Francis Ford Coppola, user research and ‘bioimaged’ vs ‘autobiographical’
About 2 minutes in the interviewer comments: “Your films are not so much autobiographical as bioimaged.”
This is from ‘Blank on Blank‘, a Youtube series which animates old audio interview recordings.
In this edition, Francis Ford Coppola is asked why his brother would have described his films as ‘bioimaged’ rather than ‘autobiographical’. I was intrigued by the term and their discussion of its meaning.
Coppola’s explanation was that ultimately all fiction is filtered through ‘yourself, your feelings and your life’ – therefore the stories that you tell are in someway bioimaged. It reminded me that:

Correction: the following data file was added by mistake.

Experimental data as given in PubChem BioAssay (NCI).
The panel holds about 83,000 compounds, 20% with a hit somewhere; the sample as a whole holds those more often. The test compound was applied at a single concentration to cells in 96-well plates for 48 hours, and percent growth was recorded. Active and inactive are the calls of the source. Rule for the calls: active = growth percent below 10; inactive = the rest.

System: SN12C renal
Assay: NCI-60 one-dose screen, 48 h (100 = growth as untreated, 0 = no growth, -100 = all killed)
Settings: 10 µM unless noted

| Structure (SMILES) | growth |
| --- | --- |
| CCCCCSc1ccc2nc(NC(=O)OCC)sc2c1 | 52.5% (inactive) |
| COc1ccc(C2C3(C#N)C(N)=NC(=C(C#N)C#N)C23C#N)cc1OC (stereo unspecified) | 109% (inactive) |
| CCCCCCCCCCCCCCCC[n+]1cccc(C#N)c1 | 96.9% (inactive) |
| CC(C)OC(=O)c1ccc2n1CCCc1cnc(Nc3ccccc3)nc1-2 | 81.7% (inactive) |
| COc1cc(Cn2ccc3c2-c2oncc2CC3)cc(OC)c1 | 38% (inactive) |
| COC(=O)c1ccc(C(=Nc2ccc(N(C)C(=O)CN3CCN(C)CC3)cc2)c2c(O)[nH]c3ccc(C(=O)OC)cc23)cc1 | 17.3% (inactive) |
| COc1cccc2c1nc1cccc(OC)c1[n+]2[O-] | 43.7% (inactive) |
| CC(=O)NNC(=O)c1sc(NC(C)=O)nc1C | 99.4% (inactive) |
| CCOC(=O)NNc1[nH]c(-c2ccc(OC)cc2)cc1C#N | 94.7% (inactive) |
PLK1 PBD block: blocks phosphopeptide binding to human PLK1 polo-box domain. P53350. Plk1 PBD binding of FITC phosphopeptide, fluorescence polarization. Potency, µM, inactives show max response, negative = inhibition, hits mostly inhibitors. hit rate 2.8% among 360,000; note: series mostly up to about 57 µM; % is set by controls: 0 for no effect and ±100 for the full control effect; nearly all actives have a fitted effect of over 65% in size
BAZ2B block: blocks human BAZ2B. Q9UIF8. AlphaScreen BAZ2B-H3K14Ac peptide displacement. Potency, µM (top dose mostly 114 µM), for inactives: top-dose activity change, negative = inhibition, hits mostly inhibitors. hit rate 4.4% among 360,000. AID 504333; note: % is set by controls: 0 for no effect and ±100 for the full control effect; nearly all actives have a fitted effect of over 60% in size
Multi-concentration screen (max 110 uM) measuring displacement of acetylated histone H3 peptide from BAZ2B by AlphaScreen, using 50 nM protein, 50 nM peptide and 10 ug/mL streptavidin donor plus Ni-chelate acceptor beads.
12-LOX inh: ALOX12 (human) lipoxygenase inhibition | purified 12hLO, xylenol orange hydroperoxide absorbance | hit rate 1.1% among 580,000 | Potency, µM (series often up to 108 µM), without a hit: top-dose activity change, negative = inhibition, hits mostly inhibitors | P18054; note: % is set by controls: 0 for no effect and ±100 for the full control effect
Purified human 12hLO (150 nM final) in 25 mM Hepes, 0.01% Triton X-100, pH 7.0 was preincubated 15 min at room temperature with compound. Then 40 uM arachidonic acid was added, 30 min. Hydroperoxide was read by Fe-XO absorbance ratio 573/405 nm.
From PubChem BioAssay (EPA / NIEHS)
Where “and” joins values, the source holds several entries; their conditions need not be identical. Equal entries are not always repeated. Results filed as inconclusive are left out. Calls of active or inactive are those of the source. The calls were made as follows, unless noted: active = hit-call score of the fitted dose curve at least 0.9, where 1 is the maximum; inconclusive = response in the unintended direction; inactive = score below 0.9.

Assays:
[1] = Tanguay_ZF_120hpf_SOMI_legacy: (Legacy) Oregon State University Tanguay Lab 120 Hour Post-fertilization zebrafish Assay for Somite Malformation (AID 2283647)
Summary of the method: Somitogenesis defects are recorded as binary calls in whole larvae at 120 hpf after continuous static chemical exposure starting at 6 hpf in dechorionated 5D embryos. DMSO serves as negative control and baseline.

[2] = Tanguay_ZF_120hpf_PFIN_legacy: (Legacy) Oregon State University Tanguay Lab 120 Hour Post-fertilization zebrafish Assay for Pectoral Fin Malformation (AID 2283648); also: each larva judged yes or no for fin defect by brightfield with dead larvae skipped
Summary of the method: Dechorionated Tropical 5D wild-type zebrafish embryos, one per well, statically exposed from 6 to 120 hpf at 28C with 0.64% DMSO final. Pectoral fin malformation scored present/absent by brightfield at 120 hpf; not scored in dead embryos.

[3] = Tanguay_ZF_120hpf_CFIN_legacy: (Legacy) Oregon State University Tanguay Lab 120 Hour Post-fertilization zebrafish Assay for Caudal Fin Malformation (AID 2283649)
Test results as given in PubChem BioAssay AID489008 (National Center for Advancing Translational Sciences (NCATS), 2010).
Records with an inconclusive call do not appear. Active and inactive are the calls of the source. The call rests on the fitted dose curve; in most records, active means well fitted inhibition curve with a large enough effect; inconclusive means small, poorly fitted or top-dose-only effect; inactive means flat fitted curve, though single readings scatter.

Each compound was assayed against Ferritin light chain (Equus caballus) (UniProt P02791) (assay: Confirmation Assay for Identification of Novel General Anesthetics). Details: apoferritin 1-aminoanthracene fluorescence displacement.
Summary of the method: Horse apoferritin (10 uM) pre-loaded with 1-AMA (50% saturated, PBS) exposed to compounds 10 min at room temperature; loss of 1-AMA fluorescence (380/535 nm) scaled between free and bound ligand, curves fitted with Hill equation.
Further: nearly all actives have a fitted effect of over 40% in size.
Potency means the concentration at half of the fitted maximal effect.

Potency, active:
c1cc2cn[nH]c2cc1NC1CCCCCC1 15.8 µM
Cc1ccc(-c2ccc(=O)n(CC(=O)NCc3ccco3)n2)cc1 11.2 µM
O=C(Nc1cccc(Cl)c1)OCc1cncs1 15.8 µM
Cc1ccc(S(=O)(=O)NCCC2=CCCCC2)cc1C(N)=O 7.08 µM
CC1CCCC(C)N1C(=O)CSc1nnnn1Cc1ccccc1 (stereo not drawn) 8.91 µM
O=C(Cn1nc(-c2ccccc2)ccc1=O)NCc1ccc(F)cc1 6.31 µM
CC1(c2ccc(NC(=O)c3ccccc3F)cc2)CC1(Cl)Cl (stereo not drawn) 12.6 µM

- We must strive to overcome the biases introduced by our personal experiences when conducting user research.
- But also that, as with Coppola and his film adapation of Mario Puzo’s novel, it is possible – through empathy – to place yourself sufficiently in someone else’s story as to make a work seem almost autobiographical.
By way of a bonus, the edition with architect Frank Lloyd Wright is also a good listen.
Part of Friday Inspirations, an ongoing MEX series exploring tangents and their relationship to better experience design. We explain the origins of the Inspirations series in this MEX podcast and article. Share your own inspirations on Twitter at #mexDTI.
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